What better place than Wellington, home of Middle Earth, to premiere Melbourne-based Christine Anketell’s stage adaptation of The Hobbit, the everyman-as-hero Tolkien tale that spawned the more epic Lord of the Rings trilogy.
About eight years ago in Australia, the multi-skilled Anketell conceived and direc ted a puppetry-based adaptation that toured nationally over three years to reportedly great acclaim. Now her passion for the story has perpetrated this large scale stage production, scheduled to play until April 2006, moving from Wellington to Auckland then Brisbane, Adelaide, Melbourne, Sydney and Perth.
The transition to full human proportions demands greater emphasis on the central characters’ gut-level emotional responses to the dramatic events they encounter. And given the fantasy dimension, it’s reasonable to expect the archetypal characteristics of each role, and their inner feelings, will permeate their physical performances.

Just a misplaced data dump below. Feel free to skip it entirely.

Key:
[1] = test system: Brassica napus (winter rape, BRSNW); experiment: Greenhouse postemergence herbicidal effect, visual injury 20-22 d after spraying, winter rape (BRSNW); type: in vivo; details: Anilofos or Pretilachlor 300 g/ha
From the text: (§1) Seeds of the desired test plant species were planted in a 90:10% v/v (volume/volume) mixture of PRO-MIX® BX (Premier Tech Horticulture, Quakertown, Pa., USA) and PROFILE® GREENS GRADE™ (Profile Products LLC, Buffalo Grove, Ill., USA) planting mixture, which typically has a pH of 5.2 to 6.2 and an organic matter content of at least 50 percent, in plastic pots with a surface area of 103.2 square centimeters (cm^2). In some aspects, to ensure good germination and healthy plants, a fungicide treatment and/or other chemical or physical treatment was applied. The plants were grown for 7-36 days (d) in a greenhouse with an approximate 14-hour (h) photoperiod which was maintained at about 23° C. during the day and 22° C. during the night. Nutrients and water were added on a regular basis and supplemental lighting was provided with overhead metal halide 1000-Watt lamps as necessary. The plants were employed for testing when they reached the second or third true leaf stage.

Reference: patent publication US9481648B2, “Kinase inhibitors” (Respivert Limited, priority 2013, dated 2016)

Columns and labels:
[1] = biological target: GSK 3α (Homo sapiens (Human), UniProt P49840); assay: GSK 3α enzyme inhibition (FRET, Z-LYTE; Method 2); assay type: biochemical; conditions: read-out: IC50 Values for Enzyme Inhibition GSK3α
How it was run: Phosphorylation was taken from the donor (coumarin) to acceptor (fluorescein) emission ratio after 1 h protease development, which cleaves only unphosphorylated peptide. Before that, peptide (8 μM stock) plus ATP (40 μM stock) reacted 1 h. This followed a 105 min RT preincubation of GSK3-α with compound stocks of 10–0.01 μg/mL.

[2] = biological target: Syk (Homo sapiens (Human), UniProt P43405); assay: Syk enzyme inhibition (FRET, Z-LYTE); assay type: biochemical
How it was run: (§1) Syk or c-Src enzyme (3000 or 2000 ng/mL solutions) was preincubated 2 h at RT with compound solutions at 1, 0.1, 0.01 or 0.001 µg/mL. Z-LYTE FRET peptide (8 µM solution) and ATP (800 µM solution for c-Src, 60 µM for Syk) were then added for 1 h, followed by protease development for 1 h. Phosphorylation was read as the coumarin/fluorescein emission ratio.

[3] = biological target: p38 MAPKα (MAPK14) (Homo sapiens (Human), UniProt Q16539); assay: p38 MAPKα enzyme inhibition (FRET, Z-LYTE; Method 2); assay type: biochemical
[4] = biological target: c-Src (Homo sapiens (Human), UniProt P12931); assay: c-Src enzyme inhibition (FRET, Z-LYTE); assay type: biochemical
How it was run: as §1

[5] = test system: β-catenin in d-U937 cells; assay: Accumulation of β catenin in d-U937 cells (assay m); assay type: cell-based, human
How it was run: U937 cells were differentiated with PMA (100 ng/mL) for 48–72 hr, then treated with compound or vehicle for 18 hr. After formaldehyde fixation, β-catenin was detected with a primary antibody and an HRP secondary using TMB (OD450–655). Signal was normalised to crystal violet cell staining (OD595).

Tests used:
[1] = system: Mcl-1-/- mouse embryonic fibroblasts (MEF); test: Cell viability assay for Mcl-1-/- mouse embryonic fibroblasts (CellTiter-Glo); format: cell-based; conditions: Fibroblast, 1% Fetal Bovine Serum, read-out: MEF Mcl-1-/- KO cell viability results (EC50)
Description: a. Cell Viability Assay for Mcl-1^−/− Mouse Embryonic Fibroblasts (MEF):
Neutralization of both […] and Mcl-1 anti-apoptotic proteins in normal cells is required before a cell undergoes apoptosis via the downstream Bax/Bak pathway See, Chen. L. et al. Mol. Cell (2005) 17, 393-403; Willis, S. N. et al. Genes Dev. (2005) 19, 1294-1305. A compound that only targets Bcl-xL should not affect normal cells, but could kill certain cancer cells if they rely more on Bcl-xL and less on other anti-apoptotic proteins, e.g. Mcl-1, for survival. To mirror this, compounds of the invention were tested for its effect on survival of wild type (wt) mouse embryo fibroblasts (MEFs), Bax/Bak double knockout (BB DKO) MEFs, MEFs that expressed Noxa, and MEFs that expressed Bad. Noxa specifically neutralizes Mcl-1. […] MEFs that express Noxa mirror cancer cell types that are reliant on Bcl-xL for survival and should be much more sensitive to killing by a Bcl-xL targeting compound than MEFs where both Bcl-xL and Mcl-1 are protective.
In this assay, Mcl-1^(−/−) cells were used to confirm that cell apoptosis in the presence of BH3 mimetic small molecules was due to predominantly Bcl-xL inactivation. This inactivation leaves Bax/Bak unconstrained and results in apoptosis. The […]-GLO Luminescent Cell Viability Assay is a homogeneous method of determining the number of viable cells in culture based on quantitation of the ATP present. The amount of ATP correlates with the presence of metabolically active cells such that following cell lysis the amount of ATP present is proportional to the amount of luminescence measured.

As with commedia dell’arte, the costumes and makeup need to blend with each actor’s physicality to distil and express those all-important emotional states. But they don’t. The costumes and make-up, beards and wigs especially, mask in the wrong sense. The actors inhabit them like ordinary humans, in no way transformed into new states of being.
Something’s awry when George Henare’s functional Narrator has more personality and expresses more genuine feeling than anyone else. He does a great job of investing his expositional and descriptive lines with excitement, even bursting into song on two brief occasions, which seems odd in isolation.
For the rest, the adaptation, directing and performance styles simply fail to get the tale off the ground. Greater liberties have yet to be taken in translating and honouring what is told on the page into what can be shown in action on the stage.
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